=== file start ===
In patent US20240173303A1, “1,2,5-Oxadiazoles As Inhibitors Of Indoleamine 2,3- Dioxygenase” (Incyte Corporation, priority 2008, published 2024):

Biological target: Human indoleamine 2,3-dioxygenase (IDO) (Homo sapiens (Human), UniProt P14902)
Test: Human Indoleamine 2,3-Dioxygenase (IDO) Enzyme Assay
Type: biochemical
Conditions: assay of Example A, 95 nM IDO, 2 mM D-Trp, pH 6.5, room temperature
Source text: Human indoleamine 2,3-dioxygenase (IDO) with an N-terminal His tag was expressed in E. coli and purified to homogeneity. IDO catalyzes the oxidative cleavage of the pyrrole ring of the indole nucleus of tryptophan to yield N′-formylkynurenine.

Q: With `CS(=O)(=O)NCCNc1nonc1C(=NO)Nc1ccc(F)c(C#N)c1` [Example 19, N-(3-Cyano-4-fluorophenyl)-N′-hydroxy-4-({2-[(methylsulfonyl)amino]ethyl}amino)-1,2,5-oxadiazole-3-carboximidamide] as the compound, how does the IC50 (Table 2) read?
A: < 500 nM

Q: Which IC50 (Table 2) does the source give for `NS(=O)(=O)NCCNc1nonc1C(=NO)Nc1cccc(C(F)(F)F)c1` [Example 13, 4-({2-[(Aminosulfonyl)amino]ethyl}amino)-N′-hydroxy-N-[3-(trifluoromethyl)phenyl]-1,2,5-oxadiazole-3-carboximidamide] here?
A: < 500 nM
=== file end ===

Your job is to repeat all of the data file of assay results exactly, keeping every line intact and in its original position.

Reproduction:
In patent US20240173303A1, “1,2,5-Oxadiazoles As Inhibitors Of Indoleamine 2,3- Dioxygenase” (Incyte Corporation, priority 2008, published 2024):

Biological target: Human indoleamine 2,3-dioxygenase (IDO) (Homo sapiens (Human), UniProt P14902)
Test: Human Indoleamine 2,3-Dioxygenase (IDO) Enzyme Assay
Type: biochemical
Conditions: assay of Example A, 95 nM IDO, 2 mM D-Trp, pH 6.5, room temperature
Source text: Human indoleamine 2,3-dioxygenase (IDO) with an N-terminal His tag was expressed in E. coli and purified to homogeneity. IDO catalyzes the oxidative cleavage of the pyrrole ring of the indole nucleus of tryptophan to yield N′-formylkynurenine.

Q: With `CS(=O)(=O)NCCNc1nonc1C(=NO)Nc1ccc(F)c(C#N)c1` [Example 19, N-(3-Cyano-4-fluorophenyl)-N′-hydroxy-4-({2-[(methylsulfonyl)amino]ethyl}amino)-1,2,5-oxadiazole-3-carboximidamide] as the compound, how does the IC50 (Table 2) read?
A: < 500 nM

Q: Which IC50 (Table 2) does the source give for `NS(=O)(=O)NCCNc1nonc1C(=NO)Nc1cccc(C(F)(F)F)c1` [Example 13, 4-({2-[(Aminosulfonyl)amino]ethyl}amino)-N′-hydroxy-N-[3-(trifluoromethyl)phenyl]-1,2,5-oxadiazole-3-carboximidamide] here?
A: < 500 nM